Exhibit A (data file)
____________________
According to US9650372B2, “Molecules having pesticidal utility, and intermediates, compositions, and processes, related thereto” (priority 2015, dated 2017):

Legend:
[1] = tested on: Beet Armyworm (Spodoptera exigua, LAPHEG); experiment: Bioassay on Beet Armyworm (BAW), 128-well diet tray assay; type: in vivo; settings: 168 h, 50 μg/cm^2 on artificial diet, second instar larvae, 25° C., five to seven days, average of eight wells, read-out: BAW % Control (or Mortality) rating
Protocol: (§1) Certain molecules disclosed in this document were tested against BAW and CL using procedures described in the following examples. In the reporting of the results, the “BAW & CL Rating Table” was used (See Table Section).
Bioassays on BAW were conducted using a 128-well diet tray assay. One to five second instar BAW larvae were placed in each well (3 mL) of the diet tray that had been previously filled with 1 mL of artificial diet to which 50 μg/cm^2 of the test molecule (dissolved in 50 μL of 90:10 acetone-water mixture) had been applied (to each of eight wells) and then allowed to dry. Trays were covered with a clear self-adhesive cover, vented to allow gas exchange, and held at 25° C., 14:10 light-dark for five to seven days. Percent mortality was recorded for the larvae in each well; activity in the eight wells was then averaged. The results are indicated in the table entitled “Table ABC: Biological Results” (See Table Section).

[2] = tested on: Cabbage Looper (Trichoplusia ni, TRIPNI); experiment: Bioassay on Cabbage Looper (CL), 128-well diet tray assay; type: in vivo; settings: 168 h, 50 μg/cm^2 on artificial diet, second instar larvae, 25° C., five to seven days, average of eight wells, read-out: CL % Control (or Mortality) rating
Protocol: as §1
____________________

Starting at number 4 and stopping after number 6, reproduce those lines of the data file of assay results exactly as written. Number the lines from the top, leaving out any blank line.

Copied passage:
Protocol: (§1) Certain molecules disclosed in this document were tested against BAW and CL using procedures described in the following examples. In the reporting of the results, the “BAW & CL Rating Table” was used (See Table Section).
Bioassays on BAW were conducted using a 128-well diet tray assay. One to five second instar BAW larvae were placed in each well (3 mL) of the diet tray that had been previously filled with 1 mL of artificial diet to which 50 μg/cm^2 of the test molecule (dissolved in 50 μL of 90:10 acetone-water mixture) had been applied (to each of eight wells) and then allowed to dry. Trays were covered with a clear self-adhesive cover, vented to allow gas exchange, and held at 25° C., 14:10 light-dark for five to seven days. Percent mortality was recorded for the larvae in each well; activity in the eight wells was then averaged. The results are indicated in the table entitled “Table ABC: Biological Results” (See Table Section).

[2] = tested on: Cabbage Looper (Trichoplusia ni, TRIPNI); experiment: Bioassay on Cabbage Looper (CL), 128-well diet tray assay; type: in vivo; settings: 168 h, 50 μg/cm^2 on artificial diet, second instar larvae, 25° C., five to seven days, average of eight wells, read-out: CL % Control (or Mortality) rating